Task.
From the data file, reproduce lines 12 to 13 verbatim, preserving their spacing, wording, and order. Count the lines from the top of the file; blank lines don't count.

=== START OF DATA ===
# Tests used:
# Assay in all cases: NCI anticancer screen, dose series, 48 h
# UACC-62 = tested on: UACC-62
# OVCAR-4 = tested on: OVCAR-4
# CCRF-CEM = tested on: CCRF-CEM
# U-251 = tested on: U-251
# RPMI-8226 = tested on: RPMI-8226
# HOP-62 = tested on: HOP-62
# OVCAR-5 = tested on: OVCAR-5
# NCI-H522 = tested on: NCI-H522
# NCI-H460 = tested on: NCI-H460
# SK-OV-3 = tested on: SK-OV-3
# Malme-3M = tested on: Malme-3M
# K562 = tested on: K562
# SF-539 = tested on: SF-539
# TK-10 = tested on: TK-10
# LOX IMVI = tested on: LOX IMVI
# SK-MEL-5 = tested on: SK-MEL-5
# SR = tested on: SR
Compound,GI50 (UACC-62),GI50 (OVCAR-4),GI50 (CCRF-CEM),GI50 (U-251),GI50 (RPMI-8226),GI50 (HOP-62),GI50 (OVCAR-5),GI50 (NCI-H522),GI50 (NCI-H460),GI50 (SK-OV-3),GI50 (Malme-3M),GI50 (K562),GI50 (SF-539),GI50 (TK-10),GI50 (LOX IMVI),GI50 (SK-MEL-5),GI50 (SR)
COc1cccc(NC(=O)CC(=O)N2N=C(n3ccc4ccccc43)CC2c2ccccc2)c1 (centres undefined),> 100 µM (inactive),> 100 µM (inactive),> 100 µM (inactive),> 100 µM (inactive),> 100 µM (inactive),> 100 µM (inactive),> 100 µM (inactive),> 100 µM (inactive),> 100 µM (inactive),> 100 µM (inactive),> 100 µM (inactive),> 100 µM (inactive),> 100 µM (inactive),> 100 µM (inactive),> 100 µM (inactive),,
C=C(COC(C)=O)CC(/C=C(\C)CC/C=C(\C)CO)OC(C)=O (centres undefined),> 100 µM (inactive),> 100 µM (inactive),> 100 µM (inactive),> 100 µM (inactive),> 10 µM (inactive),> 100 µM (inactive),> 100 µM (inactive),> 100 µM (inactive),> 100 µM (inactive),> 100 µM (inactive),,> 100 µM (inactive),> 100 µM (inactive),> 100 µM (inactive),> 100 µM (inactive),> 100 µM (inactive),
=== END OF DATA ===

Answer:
# SK-OV-3 = tested on: SK-OV-3
# Malme-3M = tested on: Malme-3M